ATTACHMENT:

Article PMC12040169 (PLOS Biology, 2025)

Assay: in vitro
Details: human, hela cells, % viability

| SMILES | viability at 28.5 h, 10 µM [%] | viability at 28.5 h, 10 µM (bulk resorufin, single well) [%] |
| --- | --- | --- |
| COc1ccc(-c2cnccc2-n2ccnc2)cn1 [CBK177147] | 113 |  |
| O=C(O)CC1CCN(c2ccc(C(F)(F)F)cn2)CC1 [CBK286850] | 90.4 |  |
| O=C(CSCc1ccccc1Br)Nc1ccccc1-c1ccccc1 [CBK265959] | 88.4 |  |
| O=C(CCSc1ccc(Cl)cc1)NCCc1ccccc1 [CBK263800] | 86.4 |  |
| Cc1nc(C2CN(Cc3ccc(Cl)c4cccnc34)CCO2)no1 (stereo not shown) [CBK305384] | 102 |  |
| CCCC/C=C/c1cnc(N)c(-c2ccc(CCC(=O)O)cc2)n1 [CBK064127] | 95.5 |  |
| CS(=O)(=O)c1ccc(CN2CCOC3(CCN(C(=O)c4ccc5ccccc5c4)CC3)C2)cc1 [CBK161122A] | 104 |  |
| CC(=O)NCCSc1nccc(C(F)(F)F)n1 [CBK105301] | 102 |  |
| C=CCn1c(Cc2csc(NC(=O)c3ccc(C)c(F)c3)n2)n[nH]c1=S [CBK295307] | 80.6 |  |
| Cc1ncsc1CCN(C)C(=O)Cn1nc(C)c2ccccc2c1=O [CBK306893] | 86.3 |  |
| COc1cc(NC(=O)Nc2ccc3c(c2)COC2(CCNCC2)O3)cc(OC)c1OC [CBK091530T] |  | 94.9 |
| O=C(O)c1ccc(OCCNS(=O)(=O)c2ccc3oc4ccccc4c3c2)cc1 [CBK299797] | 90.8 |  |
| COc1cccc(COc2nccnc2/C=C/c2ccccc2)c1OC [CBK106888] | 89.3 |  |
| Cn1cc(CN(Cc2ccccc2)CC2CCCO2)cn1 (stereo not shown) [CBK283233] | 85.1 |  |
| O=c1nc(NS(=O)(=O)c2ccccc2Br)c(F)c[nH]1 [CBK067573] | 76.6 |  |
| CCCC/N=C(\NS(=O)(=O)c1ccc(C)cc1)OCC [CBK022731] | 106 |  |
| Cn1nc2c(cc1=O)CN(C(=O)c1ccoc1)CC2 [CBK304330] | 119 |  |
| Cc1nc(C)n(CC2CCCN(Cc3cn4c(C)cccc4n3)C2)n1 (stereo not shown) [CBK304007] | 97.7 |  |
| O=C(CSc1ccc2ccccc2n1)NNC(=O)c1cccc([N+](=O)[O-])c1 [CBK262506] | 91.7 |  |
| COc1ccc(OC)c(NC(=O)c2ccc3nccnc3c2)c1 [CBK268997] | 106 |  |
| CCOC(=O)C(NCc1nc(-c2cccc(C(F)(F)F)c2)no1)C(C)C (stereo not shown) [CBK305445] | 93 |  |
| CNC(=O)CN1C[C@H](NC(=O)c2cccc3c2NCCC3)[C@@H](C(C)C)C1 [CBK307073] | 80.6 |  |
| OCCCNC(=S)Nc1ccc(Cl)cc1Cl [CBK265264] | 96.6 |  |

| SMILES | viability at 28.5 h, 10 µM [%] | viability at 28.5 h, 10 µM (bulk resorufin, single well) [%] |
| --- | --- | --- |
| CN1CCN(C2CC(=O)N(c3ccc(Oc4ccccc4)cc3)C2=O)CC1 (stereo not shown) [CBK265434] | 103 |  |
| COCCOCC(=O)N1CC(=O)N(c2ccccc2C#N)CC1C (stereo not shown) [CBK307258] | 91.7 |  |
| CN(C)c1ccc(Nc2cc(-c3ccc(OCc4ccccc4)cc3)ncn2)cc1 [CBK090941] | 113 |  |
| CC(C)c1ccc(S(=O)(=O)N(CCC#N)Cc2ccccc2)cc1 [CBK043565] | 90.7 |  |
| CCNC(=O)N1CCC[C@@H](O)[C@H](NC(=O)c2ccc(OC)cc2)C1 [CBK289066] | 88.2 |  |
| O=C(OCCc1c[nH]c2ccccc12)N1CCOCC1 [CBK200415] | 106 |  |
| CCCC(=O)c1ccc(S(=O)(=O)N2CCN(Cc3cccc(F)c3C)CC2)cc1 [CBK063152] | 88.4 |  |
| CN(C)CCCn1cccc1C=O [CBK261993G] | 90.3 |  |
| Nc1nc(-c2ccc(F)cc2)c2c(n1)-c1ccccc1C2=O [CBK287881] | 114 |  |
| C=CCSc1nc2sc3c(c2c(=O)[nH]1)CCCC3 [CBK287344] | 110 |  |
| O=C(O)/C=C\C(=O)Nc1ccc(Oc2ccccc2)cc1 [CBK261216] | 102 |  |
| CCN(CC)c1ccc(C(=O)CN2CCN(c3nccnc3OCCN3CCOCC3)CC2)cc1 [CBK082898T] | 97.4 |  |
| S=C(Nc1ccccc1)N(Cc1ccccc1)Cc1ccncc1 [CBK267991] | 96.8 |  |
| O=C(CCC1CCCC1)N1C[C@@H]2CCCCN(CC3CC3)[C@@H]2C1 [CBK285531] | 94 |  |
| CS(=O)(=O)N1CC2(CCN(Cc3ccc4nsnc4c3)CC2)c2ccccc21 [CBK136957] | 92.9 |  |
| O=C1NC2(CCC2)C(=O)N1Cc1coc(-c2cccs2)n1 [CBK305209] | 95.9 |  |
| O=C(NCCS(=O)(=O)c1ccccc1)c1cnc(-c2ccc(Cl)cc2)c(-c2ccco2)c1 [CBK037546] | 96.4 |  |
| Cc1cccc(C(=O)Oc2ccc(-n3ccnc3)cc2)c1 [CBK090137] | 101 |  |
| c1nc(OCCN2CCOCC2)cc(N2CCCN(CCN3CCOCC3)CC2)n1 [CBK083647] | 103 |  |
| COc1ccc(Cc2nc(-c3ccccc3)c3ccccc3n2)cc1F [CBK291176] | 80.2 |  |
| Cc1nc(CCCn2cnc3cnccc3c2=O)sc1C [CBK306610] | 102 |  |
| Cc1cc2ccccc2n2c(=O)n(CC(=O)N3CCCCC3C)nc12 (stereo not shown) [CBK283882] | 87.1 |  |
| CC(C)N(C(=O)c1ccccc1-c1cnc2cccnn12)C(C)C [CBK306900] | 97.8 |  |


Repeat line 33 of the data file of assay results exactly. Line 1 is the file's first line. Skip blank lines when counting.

| CN(C)c1ccc(Nc2cc(-c3ccc(OCc4ccccc4)cc3)ncn2)cc1 [CBK090941] | 113 |  |